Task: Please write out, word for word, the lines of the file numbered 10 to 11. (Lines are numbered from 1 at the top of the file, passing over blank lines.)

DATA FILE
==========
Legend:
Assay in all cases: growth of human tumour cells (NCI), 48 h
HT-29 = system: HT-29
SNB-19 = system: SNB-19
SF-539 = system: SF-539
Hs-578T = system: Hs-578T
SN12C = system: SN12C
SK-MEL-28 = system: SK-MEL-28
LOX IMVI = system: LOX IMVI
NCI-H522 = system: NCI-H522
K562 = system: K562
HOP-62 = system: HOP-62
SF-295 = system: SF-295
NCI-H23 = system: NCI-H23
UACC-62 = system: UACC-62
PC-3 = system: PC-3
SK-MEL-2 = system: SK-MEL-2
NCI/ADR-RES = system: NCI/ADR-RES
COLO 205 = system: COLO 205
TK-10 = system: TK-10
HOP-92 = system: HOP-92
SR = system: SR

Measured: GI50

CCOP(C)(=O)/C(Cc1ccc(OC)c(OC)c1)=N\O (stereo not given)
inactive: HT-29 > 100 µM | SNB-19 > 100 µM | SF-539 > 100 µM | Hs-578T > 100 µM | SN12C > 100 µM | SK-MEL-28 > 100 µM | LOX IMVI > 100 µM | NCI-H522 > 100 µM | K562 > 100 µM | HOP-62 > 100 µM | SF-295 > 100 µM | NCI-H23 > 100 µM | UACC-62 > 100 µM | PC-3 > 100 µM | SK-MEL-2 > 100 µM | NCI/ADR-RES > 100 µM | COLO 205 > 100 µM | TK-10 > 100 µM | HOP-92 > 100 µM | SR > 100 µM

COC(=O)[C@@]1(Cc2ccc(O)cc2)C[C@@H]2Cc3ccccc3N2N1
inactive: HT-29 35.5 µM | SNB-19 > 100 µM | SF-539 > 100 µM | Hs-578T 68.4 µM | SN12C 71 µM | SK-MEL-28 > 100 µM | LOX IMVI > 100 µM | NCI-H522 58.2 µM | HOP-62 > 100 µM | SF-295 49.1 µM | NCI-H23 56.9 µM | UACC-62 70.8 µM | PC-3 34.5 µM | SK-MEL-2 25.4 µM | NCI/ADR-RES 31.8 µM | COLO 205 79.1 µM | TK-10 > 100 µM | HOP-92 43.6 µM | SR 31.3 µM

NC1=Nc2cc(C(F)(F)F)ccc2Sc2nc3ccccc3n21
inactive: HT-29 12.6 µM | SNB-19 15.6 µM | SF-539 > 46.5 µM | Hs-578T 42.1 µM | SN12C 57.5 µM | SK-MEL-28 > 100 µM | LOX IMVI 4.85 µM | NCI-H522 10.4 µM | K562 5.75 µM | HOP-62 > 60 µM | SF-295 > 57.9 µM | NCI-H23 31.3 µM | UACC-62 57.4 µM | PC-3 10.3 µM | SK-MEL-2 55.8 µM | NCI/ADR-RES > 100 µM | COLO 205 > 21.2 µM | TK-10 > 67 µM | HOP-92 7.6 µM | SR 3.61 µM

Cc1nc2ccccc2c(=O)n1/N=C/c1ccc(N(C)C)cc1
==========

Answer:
NCI-H522 = system: NCI-H522
K562 = system: K562